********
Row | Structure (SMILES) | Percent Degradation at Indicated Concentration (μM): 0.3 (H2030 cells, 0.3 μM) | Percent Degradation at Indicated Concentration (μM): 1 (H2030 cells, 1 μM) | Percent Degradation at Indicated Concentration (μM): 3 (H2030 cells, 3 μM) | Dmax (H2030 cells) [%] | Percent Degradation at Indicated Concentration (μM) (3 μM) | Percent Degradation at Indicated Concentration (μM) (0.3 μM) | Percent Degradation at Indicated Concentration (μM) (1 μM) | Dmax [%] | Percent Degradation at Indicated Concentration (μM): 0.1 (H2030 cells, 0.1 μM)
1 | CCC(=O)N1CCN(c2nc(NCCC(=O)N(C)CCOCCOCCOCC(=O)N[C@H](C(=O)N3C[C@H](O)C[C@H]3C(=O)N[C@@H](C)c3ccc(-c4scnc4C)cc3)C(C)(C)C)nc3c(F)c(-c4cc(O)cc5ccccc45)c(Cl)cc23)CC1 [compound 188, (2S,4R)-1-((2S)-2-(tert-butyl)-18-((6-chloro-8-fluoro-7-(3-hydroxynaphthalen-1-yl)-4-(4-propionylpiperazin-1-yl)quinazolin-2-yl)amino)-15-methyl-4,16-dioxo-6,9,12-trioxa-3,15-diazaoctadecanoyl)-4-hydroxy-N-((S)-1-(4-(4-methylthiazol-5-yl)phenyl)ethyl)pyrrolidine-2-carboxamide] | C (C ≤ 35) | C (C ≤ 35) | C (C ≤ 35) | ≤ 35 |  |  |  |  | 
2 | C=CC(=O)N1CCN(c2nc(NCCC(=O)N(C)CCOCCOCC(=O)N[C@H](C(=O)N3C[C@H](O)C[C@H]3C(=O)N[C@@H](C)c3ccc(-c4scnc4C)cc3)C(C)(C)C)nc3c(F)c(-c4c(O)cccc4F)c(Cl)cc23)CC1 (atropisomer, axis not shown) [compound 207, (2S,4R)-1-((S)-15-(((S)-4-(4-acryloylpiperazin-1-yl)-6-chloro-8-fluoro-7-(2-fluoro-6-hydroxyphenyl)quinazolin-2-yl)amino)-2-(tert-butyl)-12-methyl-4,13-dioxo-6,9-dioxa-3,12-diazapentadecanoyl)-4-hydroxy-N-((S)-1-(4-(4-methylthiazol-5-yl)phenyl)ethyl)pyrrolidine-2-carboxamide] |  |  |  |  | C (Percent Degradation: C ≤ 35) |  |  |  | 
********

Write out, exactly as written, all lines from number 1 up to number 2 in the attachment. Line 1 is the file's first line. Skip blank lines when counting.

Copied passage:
Row | Structure (SMILES) | Percent Degradation at Indicated Concentration (μM): 0.3 (H2030 cells, 0.3 μM) | Percent Degradation at Indicated Concentration (μM): 1 (H2030 cells, 1 μM) | Percent Degradation at Indicated Concentration (μM): 3 (H2030 cells, 3 μM) | Dmax (H2030 cells) [%] | Percent Degradation at Indicated Concentration (μM) (3 μM) | Percent Degradation at Indicated Concentration (μM) (0.3 μM) | Percent Degradation at Indicated Concentration (μM) (1 μM) | Dmax [%] | Percent Degradation at Indicated Concentration (μM): 0.1 (H2030 cells, 0.1 μM)
1 | CCC(=O)N1CCN(c2nc(NCCC(=O)N(C)CCOCCOCCOCC(=O)N[C@H](C(=O)N3C[C@H](O)C[C@H]3C(=O)N[C@@H](C)c3ccc(-c4scnc4C)cc3)C(C)(C)C)nc3c(F)c(-c4cc(O)cc5ccccc45)c(Cl)cc23)CC1 [compound 188, (2S,4R)-1-((2S)-2-(tert-butyl)-18-((6-chloro-8-fluoro-7-(3-hydroxynaphthalen-1-yl)-4-(4-propionylpiperazin-1-yl)quinazolin-2-yl)amino)-15-methyl-4,16-dioxo-6,9,12-trioxa-3,15-diazaoctadecanoyl)-4-hydroxy-N-((S)-1-(4-(4-methylthiazol-5-yl)phenyl)ethyl)pyrrolidine-2-carboxamide] | C (C ≤ 35) | C (C ≤ 35) | C (C ≤ 35) | ≤ 35 |  |  |  |  | 